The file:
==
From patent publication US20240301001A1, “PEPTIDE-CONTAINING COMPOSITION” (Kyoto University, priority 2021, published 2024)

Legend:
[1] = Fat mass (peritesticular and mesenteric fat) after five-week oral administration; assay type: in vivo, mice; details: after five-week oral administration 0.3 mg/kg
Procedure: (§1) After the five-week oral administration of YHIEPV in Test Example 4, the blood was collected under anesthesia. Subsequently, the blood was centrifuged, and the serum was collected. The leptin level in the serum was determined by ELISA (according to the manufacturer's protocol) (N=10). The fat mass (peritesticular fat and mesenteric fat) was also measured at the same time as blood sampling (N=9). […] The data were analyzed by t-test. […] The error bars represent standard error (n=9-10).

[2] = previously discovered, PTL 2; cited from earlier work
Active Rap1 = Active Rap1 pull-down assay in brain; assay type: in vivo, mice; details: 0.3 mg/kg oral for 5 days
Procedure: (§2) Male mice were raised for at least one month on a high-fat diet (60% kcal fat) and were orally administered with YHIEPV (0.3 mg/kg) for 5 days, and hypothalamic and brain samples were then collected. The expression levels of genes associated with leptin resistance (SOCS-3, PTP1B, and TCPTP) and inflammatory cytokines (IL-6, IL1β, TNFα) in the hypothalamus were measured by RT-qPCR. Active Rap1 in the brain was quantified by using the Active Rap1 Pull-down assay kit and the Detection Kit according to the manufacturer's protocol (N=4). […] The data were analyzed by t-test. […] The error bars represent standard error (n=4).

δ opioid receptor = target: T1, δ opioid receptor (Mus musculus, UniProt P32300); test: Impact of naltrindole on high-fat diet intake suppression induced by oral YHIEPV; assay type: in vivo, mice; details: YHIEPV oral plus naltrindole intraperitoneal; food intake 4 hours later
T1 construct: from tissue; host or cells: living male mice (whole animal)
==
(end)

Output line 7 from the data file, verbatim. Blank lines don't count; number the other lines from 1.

Procedure: (§2) Male mice were raised for at least one month on a high-fat diet (60% kcal fat) and were orally administered with YHIEPV (0.3 mg/kg) for 5 days, and hypothalamic and brain samples were then collected. The expression levels of genes associated with leptin resistance (SOCS-3, PTP1B, and TCPTP) and inflammatory cytokines (IL-6, IL1β, TNFα) in the hypothalamus were measured by RT-qPCR. Active Rap1 in the brain was quantified by using the Active Rap1 Pull-down assay kit and the Detection Kit according to the manufacturer's protocol (N=4). […] The data were analyzed by t-test. […] The error bars represent standard error (n=4).